A long-standing question in academia has been how to quantify
research productivity and impact. Measures such as the total
number of publications or the total number of citations have
obvious shortcomings. The field of bibliometry was revolutionized
in 2005 when Jorge Hirsch proposed the h-index that provides a
simultaneous measure of productivity and impact.
A scholar has index h if h of his or her N papers have at least h
citations each, and the other (N - h) papers have at most h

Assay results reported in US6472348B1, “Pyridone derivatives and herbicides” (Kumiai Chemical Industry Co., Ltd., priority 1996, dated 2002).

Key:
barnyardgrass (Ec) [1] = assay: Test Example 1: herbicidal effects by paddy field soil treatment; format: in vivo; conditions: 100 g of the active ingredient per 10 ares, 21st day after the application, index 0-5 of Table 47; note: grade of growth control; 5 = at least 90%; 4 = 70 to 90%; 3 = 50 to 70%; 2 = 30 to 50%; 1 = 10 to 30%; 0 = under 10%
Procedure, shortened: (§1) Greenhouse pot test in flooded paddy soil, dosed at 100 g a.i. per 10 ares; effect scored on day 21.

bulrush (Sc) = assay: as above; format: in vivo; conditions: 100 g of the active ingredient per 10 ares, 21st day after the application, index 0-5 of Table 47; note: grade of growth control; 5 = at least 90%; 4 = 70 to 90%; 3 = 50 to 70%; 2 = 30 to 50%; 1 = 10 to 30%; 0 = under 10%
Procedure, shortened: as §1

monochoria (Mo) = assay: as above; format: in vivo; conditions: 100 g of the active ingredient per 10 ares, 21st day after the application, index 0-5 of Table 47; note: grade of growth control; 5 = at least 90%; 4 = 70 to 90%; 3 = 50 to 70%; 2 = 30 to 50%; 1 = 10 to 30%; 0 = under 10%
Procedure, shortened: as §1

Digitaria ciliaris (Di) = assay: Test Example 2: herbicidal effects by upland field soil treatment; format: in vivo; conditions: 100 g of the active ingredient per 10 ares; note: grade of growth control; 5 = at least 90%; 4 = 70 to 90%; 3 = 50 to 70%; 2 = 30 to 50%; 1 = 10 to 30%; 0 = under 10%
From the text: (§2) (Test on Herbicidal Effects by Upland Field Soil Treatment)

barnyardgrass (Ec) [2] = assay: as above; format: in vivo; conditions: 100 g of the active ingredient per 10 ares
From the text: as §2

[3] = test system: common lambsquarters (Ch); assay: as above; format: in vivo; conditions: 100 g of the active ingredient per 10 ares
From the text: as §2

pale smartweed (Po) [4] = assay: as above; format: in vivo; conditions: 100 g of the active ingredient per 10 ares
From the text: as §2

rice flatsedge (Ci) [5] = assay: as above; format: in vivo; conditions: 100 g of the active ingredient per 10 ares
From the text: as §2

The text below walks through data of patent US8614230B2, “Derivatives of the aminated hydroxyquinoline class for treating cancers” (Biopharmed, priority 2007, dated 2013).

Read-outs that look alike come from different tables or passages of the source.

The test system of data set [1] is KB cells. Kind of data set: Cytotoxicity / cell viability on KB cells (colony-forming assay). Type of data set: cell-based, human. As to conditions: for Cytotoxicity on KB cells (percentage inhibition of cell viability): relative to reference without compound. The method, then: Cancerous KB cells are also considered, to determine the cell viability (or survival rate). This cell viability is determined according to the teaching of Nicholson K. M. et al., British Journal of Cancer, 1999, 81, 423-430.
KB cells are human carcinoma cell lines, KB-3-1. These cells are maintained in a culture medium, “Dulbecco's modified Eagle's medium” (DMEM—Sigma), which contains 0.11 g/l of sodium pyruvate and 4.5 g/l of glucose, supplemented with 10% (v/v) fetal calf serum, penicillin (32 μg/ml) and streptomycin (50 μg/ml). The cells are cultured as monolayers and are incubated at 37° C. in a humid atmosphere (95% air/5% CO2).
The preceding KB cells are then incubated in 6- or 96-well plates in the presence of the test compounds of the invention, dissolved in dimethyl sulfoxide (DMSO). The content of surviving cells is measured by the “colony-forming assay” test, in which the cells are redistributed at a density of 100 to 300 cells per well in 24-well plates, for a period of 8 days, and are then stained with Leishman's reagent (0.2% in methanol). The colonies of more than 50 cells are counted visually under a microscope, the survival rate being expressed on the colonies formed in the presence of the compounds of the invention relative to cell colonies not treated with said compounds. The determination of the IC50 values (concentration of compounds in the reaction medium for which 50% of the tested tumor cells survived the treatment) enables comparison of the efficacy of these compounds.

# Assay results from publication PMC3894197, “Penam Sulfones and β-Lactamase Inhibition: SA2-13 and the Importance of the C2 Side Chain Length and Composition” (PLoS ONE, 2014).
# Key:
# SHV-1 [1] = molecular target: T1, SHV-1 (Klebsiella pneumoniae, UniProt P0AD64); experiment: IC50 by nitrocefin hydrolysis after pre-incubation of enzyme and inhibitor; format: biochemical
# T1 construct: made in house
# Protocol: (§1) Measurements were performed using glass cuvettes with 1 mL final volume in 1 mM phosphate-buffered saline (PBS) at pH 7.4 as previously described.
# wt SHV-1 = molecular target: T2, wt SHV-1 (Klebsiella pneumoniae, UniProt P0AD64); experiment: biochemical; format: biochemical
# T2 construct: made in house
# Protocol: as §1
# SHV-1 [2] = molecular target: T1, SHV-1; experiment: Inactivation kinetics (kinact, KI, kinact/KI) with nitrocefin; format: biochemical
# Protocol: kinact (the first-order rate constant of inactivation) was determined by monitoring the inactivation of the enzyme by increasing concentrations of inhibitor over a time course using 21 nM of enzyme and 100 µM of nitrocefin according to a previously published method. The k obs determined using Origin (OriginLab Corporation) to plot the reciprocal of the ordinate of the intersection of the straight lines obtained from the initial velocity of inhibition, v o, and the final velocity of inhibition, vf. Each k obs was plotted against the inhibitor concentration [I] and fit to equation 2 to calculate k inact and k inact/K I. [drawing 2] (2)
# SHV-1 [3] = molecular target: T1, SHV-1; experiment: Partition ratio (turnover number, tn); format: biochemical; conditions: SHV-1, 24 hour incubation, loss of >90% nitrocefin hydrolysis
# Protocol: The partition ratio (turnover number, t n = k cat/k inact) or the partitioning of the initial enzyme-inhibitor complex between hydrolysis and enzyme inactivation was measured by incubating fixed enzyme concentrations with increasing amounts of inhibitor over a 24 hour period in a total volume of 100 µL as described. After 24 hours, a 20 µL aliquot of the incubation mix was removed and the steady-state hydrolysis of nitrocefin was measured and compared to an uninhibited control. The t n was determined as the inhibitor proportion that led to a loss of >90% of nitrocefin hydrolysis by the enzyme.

citations each. In order to calculate the h-index one first
creates a rank-ordered list of all the publications of an author.
Thus the first paper in the list has the most citations and the
last the least (often zero). One then descends the list until the
number of citations of an article is equal to its rank.
Databases such as ISI Web of Science and Google Scholar provide
automated calculation of the current h-index, but they do not
compute its time evolution. The index can never decrease and may
have a convex or concave shape or any combination.
Here are some examples of the evolution of the h-index for some